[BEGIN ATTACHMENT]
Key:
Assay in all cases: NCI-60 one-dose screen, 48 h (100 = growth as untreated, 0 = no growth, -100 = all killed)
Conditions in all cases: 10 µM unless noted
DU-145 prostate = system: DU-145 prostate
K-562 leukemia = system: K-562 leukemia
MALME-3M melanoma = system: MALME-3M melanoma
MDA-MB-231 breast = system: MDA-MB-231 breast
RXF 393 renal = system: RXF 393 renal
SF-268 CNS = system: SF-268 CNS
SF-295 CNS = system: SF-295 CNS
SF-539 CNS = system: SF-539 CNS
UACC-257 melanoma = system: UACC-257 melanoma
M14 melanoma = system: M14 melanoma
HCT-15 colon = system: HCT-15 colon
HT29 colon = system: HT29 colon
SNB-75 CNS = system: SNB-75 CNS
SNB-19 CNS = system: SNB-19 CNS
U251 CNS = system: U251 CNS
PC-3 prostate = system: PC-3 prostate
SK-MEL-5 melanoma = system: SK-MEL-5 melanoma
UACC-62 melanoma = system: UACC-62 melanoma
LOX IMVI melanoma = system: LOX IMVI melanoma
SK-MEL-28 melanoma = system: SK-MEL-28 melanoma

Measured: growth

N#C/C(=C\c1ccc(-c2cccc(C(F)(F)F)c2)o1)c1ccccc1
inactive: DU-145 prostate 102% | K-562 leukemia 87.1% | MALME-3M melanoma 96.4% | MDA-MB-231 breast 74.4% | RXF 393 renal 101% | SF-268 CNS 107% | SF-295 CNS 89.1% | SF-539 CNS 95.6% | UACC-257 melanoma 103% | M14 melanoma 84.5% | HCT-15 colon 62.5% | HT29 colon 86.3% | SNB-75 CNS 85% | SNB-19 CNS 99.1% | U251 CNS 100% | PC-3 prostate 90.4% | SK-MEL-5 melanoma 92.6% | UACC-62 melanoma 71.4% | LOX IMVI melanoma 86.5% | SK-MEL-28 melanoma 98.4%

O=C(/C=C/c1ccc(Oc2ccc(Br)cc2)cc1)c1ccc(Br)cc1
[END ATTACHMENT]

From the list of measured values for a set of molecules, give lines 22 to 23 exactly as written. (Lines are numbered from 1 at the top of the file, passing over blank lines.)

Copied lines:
LOX IMVI melanoma = system: LOX IMVI melanoma
SK-MEL-28 melanoma = system: SK-MEL-28 melanoma